August 14, 2015 by genelup
The first time I met Phoenix Police Officer Pat Henry he was crying. Actually sobbing. His life was spared because of two faulty bullets. Another police officer was trying to comfort him. I had a camera in hand, but I didn’t take that picture, which I’m sure would have made the front page and probably carried throughout the world by The Associated Press.
This incident happened many years ago when I was a police reporter for The Arizona Republic. Here is Henry’s story the way I reported it:
In a one-sided gun battle in downtown Phoenix (Henry) shot and wounded a suspect fleeing from an attempted holdup of the Open Door Liquor Store, 248 E. Jefferson.
Henry and his partner, Charles Rockyvich, were patrolling downtown Phoenix when they spotted a car traveling down an alley without lights on between Second and Third streets off Washington.
The officers stopped the car and questioned the occupants, Gene Lee Tobble, 24, and Christopher A. Hicks, 26, both of 605 E. Jefferson.
Rockyvich walked away to call police headquarters to determine whether the pair had any record.
“Hicks was in the back seat of the car,” Henry said. “Just then I heard an attempted armed robbery broadcast on our police radio.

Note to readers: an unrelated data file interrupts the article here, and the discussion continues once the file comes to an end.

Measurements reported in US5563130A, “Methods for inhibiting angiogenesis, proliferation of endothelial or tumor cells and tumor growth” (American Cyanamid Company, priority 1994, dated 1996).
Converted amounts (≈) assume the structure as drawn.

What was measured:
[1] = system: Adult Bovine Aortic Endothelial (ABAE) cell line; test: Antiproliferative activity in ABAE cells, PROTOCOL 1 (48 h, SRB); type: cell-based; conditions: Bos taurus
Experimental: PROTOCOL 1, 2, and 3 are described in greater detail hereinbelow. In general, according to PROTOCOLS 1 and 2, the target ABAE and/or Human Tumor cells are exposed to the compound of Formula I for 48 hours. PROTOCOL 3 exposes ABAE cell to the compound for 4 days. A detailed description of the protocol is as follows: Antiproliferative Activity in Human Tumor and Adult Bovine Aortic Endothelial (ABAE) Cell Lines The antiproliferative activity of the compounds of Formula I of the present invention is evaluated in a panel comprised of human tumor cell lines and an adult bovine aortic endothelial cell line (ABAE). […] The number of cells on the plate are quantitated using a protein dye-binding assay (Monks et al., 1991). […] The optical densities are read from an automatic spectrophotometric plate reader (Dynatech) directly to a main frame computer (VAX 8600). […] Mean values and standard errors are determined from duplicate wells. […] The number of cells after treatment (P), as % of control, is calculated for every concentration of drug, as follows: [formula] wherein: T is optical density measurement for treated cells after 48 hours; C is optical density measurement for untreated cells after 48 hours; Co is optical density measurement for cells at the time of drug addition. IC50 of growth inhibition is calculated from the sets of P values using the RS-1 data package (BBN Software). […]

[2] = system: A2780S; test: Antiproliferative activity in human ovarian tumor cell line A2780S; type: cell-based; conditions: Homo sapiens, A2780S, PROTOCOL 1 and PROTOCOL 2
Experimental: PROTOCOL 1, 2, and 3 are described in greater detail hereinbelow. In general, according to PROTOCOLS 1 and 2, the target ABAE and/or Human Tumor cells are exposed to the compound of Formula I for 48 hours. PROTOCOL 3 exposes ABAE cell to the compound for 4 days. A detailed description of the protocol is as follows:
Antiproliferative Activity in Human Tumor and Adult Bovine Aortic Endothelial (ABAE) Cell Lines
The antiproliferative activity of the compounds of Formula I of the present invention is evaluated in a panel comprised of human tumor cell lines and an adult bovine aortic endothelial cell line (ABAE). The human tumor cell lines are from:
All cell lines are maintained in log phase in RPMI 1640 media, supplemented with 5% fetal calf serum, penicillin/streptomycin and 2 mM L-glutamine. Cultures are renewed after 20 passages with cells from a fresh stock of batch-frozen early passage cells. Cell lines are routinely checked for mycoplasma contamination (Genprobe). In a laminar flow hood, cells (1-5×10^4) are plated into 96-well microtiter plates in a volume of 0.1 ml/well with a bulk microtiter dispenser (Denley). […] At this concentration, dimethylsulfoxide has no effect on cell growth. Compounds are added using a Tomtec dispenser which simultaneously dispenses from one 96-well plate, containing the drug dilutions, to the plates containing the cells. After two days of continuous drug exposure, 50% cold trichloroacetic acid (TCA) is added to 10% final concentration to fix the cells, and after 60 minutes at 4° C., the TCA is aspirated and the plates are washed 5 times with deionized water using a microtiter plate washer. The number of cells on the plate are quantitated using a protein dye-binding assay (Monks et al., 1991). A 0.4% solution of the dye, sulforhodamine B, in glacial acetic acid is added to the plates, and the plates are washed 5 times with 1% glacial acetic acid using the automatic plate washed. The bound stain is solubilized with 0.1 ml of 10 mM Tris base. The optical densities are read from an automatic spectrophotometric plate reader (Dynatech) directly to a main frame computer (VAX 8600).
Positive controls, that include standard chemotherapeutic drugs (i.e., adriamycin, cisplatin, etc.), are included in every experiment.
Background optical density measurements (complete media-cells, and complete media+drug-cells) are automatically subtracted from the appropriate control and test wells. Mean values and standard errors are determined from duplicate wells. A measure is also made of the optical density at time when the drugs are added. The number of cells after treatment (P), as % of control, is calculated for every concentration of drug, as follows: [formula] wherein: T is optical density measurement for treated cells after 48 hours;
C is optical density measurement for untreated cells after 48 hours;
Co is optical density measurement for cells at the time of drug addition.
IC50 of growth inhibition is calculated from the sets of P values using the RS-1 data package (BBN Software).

“Hicks started to rustle a paper bag and when I looked in the window he stuck a gun in my face.”
Henry said he pushed the weapon away, ducked and crawled to the front of the car.
“When I looked through the windshield, Hicks leaned over the front seat and aimed the gun at me again,” Henry said. “That’s when I fired.”
Two of the officer’s shots went through the windshield, one bullet striking Hicks in the neck.
On investigation of Hicks’s pistol, it was found that two bullets were misfires.
Seconds before the shooting, Hicks attempted to rob the liquor store a half-block away.
Harry Wilinsky, 47, said Hicks came into his store with his hand in a paper sack.
“Give me that gun in the show case,” Hicks told Wilinsky.
The store owner said Hicks then pulled a gun out of the sack and said, “I’ll kill you. Give me that gun.”
Wilinsky walked away and Hicks tried to pry the back off the show case.
“That’s when I hit his hands with my fists,” Wilinsky said. “He then ran away.”
(I have interviewed and met thousands of people over the 50 years I was a reporter, traveler and free-lance writer. From time-to-time I’ll share “MY PEOPLE” with you.)